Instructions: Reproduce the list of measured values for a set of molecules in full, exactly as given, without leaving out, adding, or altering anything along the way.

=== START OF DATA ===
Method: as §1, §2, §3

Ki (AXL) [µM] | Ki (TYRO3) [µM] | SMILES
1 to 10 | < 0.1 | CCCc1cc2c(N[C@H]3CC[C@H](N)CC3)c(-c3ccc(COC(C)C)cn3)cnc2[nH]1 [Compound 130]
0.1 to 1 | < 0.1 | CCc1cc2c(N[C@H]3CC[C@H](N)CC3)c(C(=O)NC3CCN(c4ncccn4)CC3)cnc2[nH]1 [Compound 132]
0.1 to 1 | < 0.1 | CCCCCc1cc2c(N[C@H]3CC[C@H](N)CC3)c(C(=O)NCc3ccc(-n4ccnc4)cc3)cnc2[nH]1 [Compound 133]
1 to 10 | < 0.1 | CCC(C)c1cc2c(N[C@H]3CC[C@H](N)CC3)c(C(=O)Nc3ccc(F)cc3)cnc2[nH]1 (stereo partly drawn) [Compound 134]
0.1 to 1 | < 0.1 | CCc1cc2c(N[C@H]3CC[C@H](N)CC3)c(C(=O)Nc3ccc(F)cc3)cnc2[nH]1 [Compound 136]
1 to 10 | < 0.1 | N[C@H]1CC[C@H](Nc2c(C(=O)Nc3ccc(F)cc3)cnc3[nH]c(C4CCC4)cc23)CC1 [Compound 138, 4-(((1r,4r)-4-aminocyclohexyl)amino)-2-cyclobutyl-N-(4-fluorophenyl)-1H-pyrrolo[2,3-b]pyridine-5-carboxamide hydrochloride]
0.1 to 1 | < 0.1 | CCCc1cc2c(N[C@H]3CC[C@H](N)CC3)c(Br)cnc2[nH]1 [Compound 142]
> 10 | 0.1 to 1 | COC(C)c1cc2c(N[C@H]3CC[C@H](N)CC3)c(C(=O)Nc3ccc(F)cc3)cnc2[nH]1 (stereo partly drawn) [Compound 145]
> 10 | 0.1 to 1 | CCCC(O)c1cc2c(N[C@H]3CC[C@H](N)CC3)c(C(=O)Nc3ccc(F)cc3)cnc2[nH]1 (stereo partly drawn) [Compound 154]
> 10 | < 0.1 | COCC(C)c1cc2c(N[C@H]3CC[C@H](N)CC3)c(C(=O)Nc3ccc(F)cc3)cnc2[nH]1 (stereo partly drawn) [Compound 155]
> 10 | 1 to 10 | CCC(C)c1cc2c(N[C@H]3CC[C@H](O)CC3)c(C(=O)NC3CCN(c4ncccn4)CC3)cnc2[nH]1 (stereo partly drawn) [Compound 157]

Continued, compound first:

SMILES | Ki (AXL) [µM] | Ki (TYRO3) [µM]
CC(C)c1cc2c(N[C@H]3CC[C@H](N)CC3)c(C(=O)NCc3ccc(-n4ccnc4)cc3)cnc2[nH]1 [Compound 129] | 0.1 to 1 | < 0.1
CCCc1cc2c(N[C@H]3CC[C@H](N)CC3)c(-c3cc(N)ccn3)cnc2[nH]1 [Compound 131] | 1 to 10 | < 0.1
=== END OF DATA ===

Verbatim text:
Method: as §1, §2, §3

Ki (AXL) [µM] | Ki (TYRO3) [µM] | SMILES
1 to 10 | < 0.1 | CCCc1cc2c(N[C@H]3CC[C@H](N)CC3)c(-c3ccc(COC(C)C)cn3)cnc2[nH]1 [Compound 130]
0.1 to 1 | < 0.1 | CCc1cc2c(N[C@H]3CC[C@H](N)CC3)c(C(=O)NC3CCN(c4ncccn4)CC3)cnc2[nH]1 [Compound 132]
0.1 to 1 | < 0.1 | CCCCCc1cc2c(N[C@H]3CC[C@H](N)CC3)c(C(=O)NCc3ccc(-n4ccnc4)cc3)cnc2[nH]1 [Compound 133]
1 to 10 | < 0.1 | CCC(C)c1cc2c(N[C@H]3CC[C@H](N)CC3)c(C(=O)Nc3ccc(F)cc3)cnc2[nH]1 (stereo partly drawn) [Compound 134]
0.1 to 1 | < 0.1 | CCc1cc2c(N[C@H]3CC[C@H](N)CC3)c(C(=O)Nc3ccc(F)cc3)cnc2[nH]1 [Compound 136]
1 to 10 | < 0.1 | N[C@H]1CC[C@H](Nc2c(C(=O)Nc3ccc(F)cc3)cnc3[nH]c(C4CCC4)cc23)CC1 [Compound 138, 4-(((1r,4r)-4-aminocyclohexyl)amino)-2-cyclobutyl-N-(4-fluorophenyl)-1H-pyrrolo[2,3-b]pyridine-5-carboxamide hydrochloride]
0.1 to 1 | < 0.1 | CCCc1cc2c(N[C@H]3CC[C@H](N)CC3)c(Br)cnc2[nH]1 [Compound 142]
> 10 | 0.1 to 1 | COC(C)c1cc2c(N[C@H]3CC[C@H](N)CC3)c(C(=O)Nc3ccc(F)cc3)cnc2[nH]1 (stereo partly drawn) [Compound 145]
> 10 | 0.1 to 1 | CCCC(O)c1cc2c(N[C@H]3CC[C@H](N)CC3)c(C(=O)Nc3ccc(F)cc3)cnc2[nH]1 (stereo partly drawn) [Compound 154]
> 10 | < 0.1 | COCC(C)c1cc2c(N[C@H]3CC[C@H](N)CC3)c(C(=O)Nc3ccc(F)cc3)cnc2[nH]1 (stereo partly drawn) [Compound 155]
> 10 | 1 to 10 | CCC(C)c1cc2c(N[C@H]3CC[C@H](O)CC3)c(C(=O)NC3CCN(c4ncccn4)CC3)cnc2[nH]1 (stereo partly drawn) [Compound 157]

Continued, compound first:

SMILES | Ki (AXL) [µM] | Ki (TYRO3) [µM]
CC(C)c1cc2c(N[C@H]3CC[C@H](N)CC3)c(C(=O)NCc3ccc(-n4ccnc4)cc3)cnc2[nH]1 [Compound 129] | 0.1 to 1 | < 0.1
CCCc1cc2c(N[C@H]3CC[C@H](N)CC3)c(-c3cc(N)ccn3)cnc2[nH]1 [Compound 131] | 1 to 10 | < 0.1